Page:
Joan Scott, widow of blacklisted television writer Adrian Scott, had a… (Los Angeles Times )
In 1950s Hollywood, screenwriter Joan Scott seemed so adept at turning out tough-guy scripts that she became known as "the girl who writes like a man."
What the studios didn't know was she wasn't the writer. Her husband was.
She was married to Adrian Scott, a screenwriter who was blacklisted after refusing to cooperate with the communist-hunting House Un-American Activities Committee. Cited for contempt of Congress, he went to prison as one of the Hollywood 10.
When he was released he was unemployable, so Scott became his "front," taking his work to story conferences, keeping track of the revisions and giving him the notes at home so he could do the rewriting. When his work made it onto television shows, she took the credit under a pseudonym, Joanne Court.
Those were bitter years with one unintended benefit: "It was how I learned to be a writer," she told The Times years later.
For The Record
Los Angeles Times Friday, June 29, 2012 Home Edition Main News Part A Page 4 News Desk 1 inches; 38 words Type of Material: Correction
Joan Scott: An obituary in the June 28 LATExtra on blacklisted screenwriter Joan Scott said the 1947 film "Crossfire," produced by her future husband, Adrian Scott, won an Academy Award. It received five nominations but did not win.
Scott, who had a colorful career in her own right scripting stories for such popular shows as "Lassie" and "Have Gun - Will Travel," died June 19 in Woodland Hills, said her friend, Candy Tanaka. She was 91 and had vascular dementia.
Blacklisted herself, Scott fought to gain proper recognition of her work from the Writers Guild of America, which in 1980 began restoring credits to the authors of hundreds of screenplays who had been forced to use aliases or fronts during the McCarthy era. She was a technical advisor with a small walk-on part in the 1991 blacklist film "Guilty by Suspicion," which starred Robert De Niro.
In the 1990s the guild changed the screenwriting credits for the 1962 MGM release "Cairo" and the 1960 Disney film "The Magnificent Rebel" from Joanne Court to Joan Scott.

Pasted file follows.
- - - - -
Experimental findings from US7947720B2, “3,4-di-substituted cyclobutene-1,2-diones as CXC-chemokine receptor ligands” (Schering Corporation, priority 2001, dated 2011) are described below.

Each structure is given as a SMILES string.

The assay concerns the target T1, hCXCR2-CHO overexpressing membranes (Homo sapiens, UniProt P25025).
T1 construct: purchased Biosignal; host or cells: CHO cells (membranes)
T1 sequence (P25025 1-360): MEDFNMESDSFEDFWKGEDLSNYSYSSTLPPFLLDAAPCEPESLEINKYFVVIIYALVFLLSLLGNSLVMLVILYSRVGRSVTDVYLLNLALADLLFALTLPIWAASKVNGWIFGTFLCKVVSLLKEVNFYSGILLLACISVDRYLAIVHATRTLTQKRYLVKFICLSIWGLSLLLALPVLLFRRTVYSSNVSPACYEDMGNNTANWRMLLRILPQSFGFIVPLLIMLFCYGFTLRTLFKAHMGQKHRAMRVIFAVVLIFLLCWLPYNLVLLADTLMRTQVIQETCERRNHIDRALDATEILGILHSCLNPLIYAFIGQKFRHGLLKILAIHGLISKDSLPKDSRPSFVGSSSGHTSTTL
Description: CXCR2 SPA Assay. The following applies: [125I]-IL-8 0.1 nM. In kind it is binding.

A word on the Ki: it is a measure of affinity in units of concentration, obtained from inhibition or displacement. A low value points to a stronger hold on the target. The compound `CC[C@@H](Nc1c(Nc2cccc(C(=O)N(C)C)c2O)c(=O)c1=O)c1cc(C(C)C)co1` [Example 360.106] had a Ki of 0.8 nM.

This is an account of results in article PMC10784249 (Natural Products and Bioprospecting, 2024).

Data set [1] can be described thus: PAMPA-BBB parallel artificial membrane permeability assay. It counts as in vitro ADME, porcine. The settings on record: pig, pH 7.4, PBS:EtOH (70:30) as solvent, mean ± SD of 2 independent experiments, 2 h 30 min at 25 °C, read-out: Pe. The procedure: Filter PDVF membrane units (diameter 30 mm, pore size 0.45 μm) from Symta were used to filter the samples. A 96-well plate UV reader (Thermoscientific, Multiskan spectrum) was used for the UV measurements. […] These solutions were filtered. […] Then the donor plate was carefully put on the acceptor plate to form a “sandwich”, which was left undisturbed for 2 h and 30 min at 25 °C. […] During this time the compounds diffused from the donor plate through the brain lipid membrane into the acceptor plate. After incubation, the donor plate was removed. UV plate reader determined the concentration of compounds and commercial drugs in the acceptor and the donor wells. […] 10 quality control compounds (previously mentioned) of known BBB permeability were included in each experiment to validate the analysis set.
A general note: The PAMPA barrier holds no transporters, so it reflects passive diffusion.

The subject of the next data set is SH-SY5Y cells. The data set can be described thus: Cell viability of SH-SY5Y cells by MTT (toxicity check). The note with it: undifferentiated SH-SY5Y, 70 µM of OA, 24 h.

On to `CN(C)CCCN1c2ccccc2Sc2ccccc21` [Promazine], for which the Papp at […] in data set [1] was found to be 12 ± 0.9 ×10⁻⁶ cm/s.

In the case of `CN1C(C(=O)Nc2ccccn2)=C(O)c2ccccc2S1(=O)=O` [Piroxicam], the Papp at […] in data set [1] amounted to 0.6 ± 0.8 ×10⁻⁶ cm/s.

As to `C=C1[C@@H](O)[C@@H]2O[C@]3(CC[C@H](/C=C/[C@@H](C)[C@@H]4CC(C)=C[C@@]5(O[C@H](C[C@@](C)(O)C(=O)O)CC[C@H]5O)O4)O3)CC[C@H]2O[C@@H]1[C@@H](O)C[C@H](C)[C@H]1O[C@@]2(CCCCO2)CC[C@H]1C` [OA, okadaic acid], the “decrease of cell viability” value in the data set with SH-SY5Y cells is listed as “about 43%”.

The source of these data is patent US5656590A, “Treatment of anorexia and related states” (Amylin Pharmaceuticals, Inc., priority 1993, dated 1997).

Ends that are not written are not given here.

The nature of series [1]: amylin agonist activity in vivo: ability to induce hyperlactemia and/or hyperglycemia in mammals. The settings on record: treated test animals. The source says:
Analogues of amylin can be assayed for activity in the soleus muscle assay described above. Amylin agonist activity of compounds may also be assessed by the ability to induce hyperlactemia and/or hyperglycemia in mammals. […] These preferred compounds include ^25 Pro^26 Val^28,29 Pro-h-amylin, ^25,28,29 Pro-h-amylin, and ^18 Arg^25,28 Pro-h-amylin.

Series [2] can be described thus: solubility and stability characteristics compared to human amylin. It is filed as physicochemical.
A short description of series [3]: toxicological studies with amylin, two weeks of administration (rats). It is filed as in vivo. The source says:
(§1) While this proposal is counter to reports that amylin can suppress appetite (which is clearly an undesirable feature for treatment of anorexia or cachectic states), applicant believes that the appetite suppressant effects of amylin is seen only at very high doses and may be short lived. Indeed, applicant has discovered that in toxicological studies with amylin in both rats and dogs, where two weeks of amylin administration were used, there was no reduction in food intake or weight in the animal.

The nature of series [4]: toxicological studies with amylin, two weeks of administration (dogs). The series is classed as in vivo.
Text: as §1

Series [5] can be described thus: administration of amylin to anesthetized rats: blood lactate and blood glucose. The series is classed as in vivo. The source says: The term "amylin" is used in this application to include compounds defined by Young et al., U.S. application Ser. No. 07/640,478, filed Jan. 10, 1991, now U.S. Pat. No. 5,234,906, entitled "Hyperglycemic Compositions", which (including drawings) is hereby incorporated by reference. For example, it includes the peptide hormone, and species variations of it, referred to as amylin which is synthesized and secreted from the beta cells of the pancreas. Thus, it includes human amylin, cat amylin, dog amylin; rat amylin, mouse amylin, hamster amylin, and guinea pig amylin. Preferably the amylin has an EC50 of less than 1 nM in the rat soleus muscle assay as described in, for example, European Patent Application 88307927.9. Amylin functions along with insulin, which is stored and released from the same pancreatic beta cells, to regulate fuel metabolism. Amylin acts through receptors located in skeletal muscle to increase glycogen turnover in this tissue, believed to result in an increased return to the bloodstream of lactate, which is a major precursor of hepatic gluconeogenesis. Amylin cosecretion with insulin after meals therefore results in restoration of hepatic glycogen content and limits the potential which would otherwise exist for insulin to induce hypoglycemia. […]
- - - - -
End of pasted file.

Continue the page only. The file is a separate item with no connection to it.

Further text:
"She had a bitter life to some degree," said Patrick McGilligan, a historian who co-authored "Tender Comrades," a 1997 oral history of the blacklist era."I think of her as a stand-in for all the wives -- and, in some cases, husbands -- who were affected by the blacklist profoundly, horribly in her case, and never found their voice. Joan found her voice partly as a consequence of the blacklist, as a front for her husband. She emerged as a very sharp writer in her own right, not Oscar-nominated or famous but with a very interesting career."
She was born Joan LaCour in Long Branch, N.J., on May 21, 1921. Her mother performed in vaudeville, which led to a peripatetic childhood. Her father deserted the family when she and her identical twin sister were 2.
As the Depression deepened, she moved with family to Los Angeles about 1934 and attended Hollywood High School.
After World War II, when her disastrous first marriage to an Army lieutenant ended, she joined the left-leaning Hollywood Independent Citizens Committee of the Arts, Sciences and Professions as a volunteer and later as a staff member. She also joined the Communist Party but quit after six months.
In the early 1950s, she was executive secretary of the Television Writers of America union when a Hollywood columnist wrote an attack piece alleging that Scott was part of a plot to get Communist propaganda into TV scripts. She was blacklisted and called to testify before the House committee investigating subversives in the movie and television industries.
She met Adrian Scott at a rally for the Hollywood 10 and began dating him after he was released from prison in 1951. In 1955 they were married at the home of another Hollywood 10 member, screenwriter Dalton Trumbo.
Adrian, who had produced the Oscar-winning 1947 movie "Crossfire," struggled writing story lines for comic books until he decided to try the then-new medium of television.
Many writers in his situation had turned to fronts in order to make a living, but the Scotts knew that was chancy; some fronts were trustworthy but others, she said, "rooked you completely, shamelessly."
They eventually decided that Scott was the best person for the job, even though she had never written a script. But there were risks. She couldn't front for her husband as Joan LaCour because that was the name she went by when she worked for the union. Using her married name was ill-advised for obvious reasons. So she became Joanne Court.
Fronting for her husband "was a mistake in a lot of ways," she said in the oral history for McGilligan. "There were times when it almost severed our marriage. Then again, there were times when it also saved us."
She made her debut as a front in 1955 on "Lassie," the popular children's series featuring the adventures of a brave collie and her young master. She presented Adrian's work at story conferences until one night when he was stumped for ideas. She came up with one he loved and he insisted she write the story. From then on, she wrote for the show herself.
"There were funny things about writing for that show," she told McGilligan. "You had to learn to think like a dog. We used to say, 'Lassie is classy, not like Flipper,' " a reference to the 1960s-era series about an adventure-loving pet dolphin.